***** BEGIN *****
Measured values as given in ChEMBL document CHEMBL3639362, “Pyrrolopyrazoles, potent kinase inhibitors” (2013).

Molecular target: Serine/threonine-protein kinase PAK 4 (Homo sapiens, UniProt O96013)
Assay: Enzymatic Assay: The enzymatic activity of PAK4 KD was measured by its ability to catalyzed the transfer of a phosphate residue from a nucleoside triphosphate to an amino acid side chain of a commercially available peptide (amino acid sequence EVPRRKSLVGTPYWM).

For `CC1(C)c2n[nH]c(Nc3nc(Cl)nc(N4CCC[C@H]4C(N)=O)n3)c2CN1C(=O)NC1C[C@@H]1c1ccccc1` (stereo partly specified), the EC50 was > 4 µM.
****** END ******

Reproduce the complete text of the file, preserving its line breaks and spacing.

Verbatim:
Measured values as given in ChEMBL document CHEMBL3639362, “Pyrrolopyrazoles, potent kinase inhibitors” (2013).

Molecular target: Serine/threonine-protein kinase PAK 4 (Homo sapiens, UniProt O96013)
Assay: Enzymatic Assay: The enzymatic activity of PAK4 KD was measured by its ability to catalyzed the transfer of a phosphate residue from a nucleoside triphosphate to an amino acid side chain of a commercially available peptide (amino acid sequence EVPRRKSLVGTPYWM).

For `CC1(C)c2n[nH]c(Nc3nc(Cl)nc(N4CCC[C@H]4C(N)=O)n3)c2CN1C(=O)NC1C[C@@H]1c1ccccc1` (stereo partly specified), the EC50 was > 4 µM.